It’s been four days since Mark Zuckerberg released his first statement regarding the Cambridge Analytica scandal, on the very social media platform where the problem started. On Sunday morning, the Facebook co-founder and CEO took to print to release a follow-up apology — a full-page ad in the New York Times, Wall Street Journal, and Washington Post. Across the pond, Facebook placed the ad in U.K. publications including the Sunday Telegraph, Sunday Times, Mail on Sunday, Observer, and more.
In his initial statement, Zuckerberg took responsibility for the data mining of 50 million Facebook users, and gave a timeline of the events that led to the breach (to catch up on the scandal, here’s what you need to know about Facebook data and Cambridge Analytica). Facebook has since banned the analytics firm and its parent company, Strategic Communication Laboratories. Zuckerberg provided a list of steps the company has taken to secure user data, some of which were already in place.
Going forward, Facebook will investigate thousands of apps and perform full audits on any that show “suspicious activity.” If the developer does not consent to the audit, they will be banned. Facebook will also take steps to limit how much access developers have to your data. And finally, the platform will make it easier for you to see which apps you are using via a tool right at the top of your News Feed.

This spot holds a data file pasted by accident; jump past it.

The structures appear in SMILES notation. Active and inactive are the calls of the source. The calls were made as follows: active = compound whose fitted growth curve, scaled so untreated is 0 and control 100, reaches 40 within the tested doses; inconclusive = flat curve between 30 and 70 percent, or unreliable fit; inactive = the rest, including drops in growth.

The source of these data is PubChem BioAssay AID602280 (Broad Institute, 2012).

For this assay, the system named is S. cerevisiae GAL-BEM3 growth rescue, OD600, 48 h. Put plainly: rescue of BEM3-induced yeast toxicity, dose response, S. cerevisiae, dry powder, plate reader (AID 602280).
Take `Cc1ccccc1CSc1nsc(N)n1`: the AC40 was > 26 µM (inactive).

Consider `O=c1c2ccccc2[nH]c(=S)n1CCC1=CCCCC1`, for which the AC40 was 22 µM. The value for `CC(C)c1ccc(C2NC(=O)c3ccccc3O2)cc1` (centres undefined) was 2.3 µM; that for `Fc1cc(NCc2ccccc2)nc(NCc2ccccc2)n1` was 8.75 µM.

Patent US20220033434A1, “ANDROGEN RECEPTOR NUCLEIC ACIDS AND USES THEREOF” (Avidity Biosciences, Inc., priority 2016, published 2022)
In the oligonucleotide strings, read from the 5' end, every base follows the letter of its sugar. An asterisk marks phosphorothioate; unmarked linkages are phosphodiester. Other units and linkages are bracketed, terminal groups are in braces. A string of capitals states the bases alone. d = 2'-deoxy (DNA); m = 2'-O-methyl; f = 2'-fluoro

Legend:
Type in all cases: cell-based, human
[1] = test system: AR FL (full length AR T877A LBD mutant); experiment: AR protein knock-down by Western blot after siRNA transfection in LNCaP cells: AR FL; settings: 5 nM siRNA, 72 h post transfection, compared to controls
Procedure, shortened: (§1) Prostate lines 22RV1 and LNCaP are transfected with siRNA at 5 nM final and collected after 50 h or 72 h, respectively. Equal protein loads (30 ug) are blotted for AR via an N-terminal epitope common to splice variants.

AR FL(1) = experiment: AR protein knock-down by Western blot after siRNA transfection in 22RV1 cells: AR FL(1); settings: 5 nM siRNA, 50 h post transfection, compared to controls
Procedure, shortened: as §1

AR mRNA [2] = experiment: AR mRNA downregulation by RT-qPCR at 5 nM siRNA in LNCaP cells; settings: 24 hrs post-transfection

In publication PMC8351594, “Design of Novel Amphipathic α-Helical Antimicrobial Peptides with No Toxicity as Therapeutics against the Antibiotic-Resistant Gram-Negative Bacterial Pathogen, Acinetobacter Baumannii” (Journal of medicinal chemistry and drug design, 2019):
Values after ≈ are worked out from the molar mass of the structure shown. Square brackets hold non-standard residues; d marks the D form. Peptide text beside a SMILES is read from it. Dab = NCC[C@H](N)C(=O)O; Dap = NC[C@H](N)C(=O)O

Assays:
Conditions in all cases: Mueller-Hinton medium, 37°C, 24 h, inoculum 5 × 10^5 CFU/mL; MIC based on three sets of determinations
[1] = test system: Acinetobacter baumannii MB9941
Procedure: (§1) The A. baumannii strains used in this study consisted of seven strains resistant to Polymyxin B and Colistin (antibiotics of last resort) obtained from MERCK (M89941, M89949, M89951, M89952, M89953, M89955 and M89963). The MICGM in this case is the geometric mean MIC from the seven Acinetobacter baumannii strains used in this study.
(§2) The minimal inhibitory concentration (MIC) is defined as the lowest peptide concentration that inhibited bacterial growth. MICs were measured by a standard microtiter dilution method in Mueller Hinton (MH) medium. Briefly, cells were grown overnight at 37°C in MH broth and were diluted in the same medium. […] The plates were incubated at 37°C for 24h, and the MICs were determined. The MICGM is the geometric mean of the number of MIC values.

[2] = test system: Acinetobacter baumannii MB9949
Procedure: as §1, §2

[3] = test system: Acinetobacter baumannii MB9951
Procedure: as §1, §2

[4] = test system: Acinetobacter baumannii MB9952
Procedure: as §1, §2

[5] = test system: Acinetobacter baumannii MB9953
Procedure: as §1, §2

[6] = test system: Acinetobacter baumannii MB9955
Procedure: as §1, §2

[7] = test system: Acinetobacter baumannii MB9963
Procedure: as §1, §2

These steps were more briefly outlined in Zuckerberg’s printed apology:
“We have a responsibility to protect your information. If we can’t, we don’t deserve it.
You may have heard about a quiz app built by a university researcher that leaked Facebook data of millions of people in 2014. This was a breach of trust, and I’m sorry we didn’t do more at the time. We’re now taking steps to make sure this doesn’t happen again.
We’ve already stopped apps like this from getting so much information. Now we’re limiting the data apps get when you sign in using Facebook.
We’re also investigating every single app that had access to large amounts of data before we fixed this. We expect there are others. And when we find them, we will ban them and tell everyone affected.
Finally, we’ll remind you of which apps you’ve given access to your information — so you can shut off the ones you don’t want anymore.
Thank you for believing in this community. I promise to do better for you.
Cambridge Analytica obtained the private information from an app called “thisisyourdigitallife” by Global Science Research. The app was billed as a personality test and was downloaded by some 270,000 users. This download granted the developers access to user data including the city in which they reside, content they liked on Facebook, and more. The company then gained access to the same information from these users’ friends, and their friends, and so on, until 50 million people were exposed.
While there is a growing #deletefacebook movement that includes heavy hitters such as Elon Musk and Brian Acton, we have some steps you can take to protect yourself without having to delete your account. And if yo’re ready to cut the cord, here’s how to delete Facebook from your life.
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- Public trust in Facebook fades in light of privacy concerns
- Here’s how to check if Facebook shared your data with Cambridge Analytica
- 9 things to know about Facebook privacy and Cambridge Analytica
- Facebook was always too busy selling ads to care about your personal data